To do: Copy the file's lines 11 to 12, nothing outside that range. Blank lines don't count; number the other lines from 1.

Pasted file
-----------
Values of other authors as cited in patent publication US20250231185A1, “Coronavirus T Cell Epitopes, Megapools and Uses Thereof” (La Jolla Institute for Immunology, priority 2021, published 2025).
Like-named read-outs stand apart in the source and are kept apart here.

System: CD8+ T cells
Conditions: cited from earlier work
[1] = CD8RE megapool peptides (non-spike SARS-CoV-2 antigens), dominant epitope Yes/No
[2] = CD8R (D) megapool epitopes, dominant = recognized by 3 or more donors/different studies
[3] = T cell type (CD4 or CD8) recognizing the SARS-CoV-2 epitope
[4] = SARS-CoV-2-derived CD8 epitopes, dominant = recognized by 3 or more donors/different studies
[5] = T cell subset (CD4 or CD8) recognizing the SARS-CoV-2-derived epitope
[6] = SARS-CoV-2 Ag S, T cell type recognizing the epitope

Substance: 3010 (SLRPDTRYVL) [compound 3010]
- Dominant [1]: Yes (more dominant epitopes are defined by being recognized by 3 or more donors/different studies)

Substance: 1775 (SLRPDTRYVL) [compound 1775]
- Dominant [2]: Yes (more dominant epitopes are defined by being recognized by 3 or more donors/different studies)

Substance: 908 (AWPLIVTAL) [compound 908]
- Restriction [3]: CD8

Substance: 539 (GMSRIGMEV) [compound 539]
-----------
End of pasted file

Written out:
Substance: 3010 (SLRPDTRYVL) [compound 3010]
- Dominant [1]: Yes (more dominant epitopes are defined by being recognized by 3 or more donors/different studies)